Starring Matt Foyer and Barry Lynch, Directed by Sean Branney
Running time 104 minutes. The HP Lovecraft Historical Society. www.cthulhulives.org
Reviewed by Mike Chinn
Itâ€™s been a long time coming, but the anticipated HPLHS follow-up to their wonderful silent movie version of The Call of Cthulhu is finally here. The producers continue with the same conceit as the previous DVD: since Whisperer was published in 1931, it follows that a movie adaptation would be a â€˜talkieâ€™. Contemporaneous with Universalâ€™s Frankenstein and Dracula.
Albert Wilmarth (Foyer) of Miskatonic University has been aware for years of New England stories concerning strange flying creatures, but dismisses them as nothing more than folklore – similar to myths found all over the world, with the same motifs and symbolism. A long correspondence with Henry Akeley (Lynch) ofTownshend,Vermont, warning him about the creatures and their motives, does nothing to persuade him otherwise. On the night of a university debate with none other than Charles Fort – which Wilmarth loses – Akeleyâ€™s nephew arrives with photographs – one of which apparently shows a dead thing when viewed through a special lens – and a wax recording of both a human voice and non-human sounds. Wilmarth is intrigued but still sceptical. Only when Akeley writes one last time – the tone of his letter so different to before – asking Wilmarth to visit, bringing the Kodak prints and wax cylinder, is he persuaded to travel toVermont.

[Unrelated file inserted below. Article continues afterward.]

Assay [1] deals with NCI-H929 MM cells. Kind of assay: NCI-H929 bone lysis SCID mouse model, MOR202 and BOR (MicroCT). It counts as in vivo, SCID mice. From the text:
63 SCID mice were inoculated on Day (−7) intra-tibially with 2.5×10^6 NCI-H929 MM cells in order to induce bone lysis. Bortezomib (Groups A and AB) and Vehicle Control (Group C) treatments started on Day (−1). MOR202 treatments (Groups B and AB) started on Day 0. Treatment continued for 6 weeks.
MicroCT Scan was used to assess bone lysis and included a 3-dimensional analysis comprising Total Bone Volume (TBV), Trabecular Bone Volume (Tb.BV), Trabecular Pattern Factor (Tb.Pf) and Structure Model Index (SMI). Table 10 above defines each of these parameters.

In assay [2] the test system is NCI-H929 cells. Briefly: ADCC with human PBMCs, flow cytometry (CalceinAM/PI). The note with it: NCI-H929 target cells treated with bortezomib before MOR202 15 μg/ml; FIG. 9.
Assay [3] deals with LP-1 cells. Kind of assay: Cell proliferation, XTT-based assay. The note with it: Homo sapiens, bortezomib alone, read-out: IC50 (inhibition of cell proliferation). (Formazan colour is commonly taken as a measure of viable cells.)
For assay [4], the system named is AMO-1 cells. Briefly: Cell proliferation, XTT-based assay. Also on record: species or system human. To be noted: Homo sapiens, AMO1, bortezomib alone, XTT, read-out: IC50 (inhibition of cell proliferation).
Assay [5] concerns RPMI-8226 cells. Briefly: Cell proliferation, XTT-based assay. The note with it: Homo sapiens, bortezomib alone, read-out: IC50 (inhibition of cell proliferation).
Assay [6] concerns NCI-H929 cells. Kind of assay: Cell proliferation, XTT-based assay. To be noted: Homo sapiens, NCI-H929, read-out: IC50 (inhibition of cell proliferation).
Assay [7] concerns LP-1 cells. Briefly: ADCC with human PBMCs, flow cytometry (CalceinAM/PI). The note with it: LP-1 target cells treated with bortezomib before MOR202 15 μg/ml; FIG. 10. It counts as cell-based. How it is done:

This is a thoughtful opening-out of the original short story, even if the climax – the third act which Lovecraft didnâ€™t supply – may not appeal to purists. Personally I loved it, though I admit itâ€™s more suited to a wider Pulp tradition that Lovecraft himself. The creatures themselves – the Mi-Go – are tentacle-headed lobsters with a â€˜futuristicâ€™ alien technology which looks appropriately quaint and dated. Inevitably digitally created – stop-motion had been planned from the start, but would have taken too long – great pains have been taken to make the final images look more stop-motion that CGI.
Indeed the whole production is a labour of love, filmed on a budget that wouldnâ€™t cover the coffee bill for a Hollywood movie. (A three-quarters full size biplane replica which plays a major part in the film was bought off eBayâ€¦). The standards of acting and production values are incredibly high with admirable attention to detail (although one shot of Wilmarth waiting for his train clearly shows a modern diesel locomotive approaching from the background). This is a two-disc set: the extras containing a variety of original trailers, interviews and documentaries for anyone interested in the process of film-making (interesting fact: the teaser trailer was shot months before they had a script – or, obviously, the 1927 hairstyle Foyer wore for filming).
Itâ€™s gratifying to watch an adaption of Lovecraft done with love and respect for the original; and itâ€™s a pity it didnâ€™t get a decent theatre release. The producers arenâ€™t saying what theyâ€™ll do next (letâ€™s face it, they probably donâ€™t know yet) but Shadow over Innsmouth and The Dunwich Horror were banded about. I would love to see these guys tackle either of those stories. Or both.